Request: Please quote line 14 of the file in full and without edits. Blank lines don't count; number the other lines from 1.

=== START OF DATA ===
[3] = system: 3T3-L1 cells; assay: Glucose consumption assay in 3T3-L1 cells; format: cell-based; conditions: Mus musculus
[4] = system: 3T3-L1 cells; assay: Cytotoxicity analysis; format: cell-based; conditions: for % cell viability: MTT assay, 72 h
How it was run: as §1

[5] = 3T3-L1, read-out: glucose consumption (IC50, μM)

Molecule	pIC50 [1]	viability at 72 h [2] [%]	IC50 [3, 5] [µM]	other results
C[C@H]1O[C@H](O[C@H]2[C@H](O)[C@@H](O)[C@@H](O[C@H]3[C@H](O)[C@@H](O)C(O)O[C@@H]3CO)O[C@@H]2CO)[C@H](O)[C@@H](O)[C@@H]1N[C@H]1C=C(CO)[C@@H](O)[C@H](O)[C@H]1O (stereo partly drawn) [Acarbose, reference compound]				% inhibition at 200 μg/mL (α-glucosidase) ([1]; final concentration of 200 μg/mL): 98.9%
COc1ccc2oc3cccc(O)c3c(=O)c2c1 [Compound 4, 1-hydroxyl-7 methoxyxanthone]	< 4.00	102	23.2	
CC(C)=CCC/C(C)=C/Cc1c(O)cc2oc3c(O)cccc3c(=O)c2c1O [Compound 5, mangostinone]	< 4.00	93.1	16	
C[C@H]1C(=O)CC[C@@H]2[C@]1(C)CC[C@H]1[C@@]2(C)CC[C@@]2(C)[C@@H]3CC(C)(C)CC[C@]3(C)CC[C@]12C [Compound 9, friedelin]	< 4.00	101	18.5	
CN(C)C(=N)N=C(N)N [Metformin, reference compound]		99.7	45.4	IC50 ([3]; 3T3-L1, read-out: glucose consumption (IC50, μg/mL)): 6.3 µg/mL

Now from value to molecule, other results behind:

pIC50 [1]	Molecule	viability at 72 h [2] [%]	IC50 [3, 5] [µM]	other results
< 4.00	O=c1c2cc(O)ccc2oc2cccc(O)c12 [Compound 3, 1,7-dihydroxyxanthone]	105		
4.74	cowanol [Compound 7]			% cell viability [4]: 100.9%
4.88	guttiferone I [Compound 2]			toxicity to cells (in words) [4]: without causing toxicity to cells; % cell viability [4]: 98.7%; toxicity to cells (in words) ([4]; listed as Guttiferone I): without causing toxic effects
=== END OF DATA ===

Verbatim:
4.74	cowanol [Compound 7]			% cell viability [4]: 100.9%